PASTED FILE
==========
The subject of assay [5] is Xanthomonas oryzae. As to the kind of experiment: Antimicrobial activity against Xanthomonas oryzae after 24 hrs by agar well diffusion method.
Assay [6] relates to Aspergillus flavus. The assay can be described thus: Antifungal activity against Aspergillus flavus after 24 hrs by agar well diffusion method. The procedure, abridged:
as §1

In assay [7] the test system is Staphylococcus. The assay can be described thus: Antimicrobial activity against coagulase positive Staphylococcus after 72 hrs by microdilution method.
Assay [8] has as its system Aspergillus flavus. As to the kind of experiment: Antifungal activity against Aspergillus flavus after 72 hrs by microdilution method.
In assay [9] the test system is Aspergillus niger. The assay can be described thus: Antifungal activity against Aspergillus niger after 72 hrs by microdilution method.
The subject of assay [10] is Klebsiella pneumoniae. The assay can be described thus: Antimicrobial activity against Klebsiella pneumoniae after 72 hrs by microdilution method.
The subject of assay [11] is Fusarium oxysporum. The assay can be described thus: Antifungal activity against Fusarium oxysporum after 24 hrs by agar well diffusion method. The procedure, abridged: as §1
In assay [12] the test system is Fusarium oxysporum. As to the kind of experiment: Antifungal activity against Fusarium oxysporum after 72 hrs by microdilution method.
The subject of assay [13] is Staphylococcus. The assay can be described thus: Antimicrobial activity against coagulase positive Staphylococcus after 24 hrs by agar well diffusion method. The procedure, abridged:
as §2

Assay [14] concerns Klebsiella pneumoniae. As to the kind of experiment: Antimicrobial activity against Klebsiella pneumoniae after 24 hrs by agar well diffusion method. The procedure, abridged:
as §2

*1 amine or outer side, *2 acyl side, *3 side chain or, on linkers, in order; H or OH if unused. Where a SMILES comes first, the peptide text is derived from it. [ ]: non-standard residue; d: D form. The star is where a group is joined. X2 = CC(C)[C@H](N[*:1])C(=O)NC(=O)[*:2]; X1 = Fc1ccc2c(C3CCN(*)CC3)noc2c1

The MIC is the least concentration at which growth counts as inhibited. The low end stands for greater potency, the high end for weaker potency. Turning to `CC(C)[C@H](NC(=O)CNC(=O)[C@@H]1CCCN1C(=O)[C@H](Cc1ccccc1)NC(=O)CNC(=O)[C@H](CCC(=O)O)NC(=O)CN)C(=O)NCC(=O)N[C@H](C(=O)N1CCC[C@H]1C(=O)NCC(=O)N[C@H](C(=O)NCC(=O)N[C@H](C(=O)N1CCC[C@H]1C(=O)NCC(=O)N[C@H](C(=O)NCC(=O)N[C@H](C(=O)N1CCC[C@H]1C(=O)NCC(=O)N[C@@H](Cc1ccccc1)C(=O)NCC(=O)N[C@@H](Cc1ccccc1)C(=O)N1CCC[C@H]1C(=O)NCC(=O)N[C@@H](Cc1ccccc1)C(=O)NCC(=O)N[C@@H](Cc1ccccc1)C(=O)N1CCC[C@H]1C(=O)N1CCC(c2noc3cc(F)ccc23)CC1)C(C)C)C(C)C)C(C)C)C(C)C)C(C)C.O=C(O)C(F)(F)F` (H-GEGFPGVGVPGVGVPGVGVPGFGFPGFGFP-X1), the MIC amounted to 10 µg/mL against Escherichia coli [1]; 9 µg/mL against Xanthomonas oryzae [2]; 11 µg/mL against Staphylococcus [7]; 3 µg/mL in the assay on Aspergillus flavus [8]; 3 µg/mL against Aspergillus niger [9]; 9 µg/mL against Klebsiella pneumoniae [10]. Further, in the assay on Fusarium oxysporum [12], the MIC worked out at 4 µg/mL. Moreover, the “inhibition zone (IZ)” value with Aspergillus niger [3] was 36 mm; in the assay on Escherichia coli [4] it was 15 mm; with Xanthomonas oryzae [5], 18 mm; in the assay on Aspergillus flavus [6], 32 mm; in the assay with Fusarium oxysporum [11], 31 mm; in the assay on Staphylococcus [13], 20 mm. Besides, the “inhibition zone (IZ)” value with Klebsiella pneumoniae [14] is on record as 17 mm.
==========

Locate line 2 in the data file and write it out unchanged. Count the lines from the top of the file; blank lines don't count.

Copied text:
Assay [6] relates to Aspergillus flavus. The assay can be described thus: Antifungal activity against Aspergillus flavus after 24 hrs by agar well diffusion method. The procedure, abridged: